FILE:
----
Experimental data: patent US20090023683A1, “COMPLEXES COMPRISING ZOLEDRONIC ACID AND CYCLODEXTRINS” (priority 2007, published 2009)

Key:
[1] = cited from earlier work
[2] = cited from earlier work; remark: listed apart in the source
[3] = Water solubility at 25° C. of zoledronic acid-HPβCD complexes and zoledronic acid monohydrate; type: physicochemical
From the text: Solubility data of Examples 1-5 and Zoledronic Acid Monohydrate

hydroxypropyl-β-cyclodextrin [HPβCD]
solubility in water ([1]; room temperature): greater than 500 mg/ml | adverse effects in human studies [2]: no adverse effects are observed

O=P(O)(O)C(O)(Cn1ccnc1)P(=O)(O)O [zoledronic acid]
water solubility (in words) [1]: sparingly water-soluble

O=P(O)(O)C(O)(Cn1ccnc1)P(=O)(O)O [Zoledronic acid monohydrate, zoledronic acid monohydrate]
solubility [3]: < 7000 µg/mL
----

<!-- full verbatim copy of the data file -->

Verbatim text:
Experimental data: patent US20090023683A1, “COMPLEXES COMPRISING ZOLEDRONIC ACID AND CYCLODEXTRINS” (priority 2007, published 2009)

Key:
[1] = cited from earlier work
[2] = cited from earlier work; remark: listed apart in the source
[3] = Water solubility at 25° C. of zoledronic acid-HPβCD complexes and zoledronic acid monohydrate; type: physicochemical
From the text: Solubility data of Examples 1-5 and Zoledronic Acid Monohydrate

hydroxypropyl-β-cyclodextrin [HPβCD]
solubility in water ([1]; room temperature): greater than 500 mg/ml | adverse effects in human studies [2]: no adverse effects are observed

O=P(O)(O)C(O)(Cn1ccnc1)P(=O)(O)O [zoledronic acid]
water solubility (in words) [1]: sparingly water-soluble

O=P(O)(O)C(O)(Cn1ccnc1)P(=O)(O)O [Zoledronic acid monohydrate, zoledronic acid monohydrate]
solubility [3]: < 7000 µg/mL